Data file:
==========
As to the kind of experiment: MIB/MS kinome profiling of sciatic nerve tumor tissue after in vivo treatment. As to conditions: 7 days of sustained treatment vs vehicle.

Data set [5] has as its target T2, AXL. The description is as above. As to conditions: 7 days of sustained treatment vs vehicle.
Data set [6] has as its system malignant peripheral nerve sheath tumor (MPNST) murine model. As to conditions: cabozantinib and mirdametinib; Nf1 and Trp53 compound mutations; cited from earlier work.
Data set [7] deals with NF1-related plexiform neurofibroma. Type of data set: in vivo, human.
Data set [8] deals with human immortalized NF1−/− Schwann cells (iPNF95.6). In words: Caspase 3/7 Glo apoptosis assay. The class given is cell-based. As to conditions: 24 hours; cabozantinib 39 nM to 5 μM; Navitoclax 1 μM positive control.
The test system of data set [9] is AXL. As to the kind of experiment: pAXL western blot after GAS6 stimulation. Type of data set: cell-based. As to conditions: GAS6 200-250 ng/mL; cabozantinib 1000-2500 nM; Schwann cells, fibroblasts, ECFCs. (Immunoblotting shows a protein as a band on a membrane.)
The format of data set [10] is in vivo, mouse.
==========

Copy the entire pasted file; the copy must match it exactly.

As to the kind of experiment: MIB/MS kinome profiling of sciatic nerve tumor tissue after in vivo treatment. As to conditions: 7 days of sustained treatment vs vehicle.

Data set [5] has as its target T2, AXL. The description is as above. As to conditions: 7 days of sustained treatment vs vehicle.
Data set [6] has as its system malignant peripheral nerve sheath tumor (MPNST) murine model. As to conditions: cabozantinib and mirdametinib; Nf1 and Trp53 compound mutations; cited from earlier work.
Data set [7] deals with NF1-related plexiform neurofibroma. Type of data set: in vivo, human.
Data set [8] deals with human immortalized NF1−/− Schwann cells (iPNF95.6). In words: Caspase 3/7 Glo apoptosis assay. The class given is cell-based. As to conditions: 24 hours; cabozantinib 39 nM to 5 μM; Navitoclax 1 μM positive control.
The test system of data set [9] is AXL. As to the kind of experiment: pAXL western blot after GAS6 stimulation. Type of data set: cell-based. As to conditions: GAS6 200-250 ng/mL; cabozantinib 1000-2500 nM; Schwann cells, fibroblasts, ECFCs. (Immunoblotting shows a protein as a band on a membrane.)
The format of data set [10] is in vivo, mouse.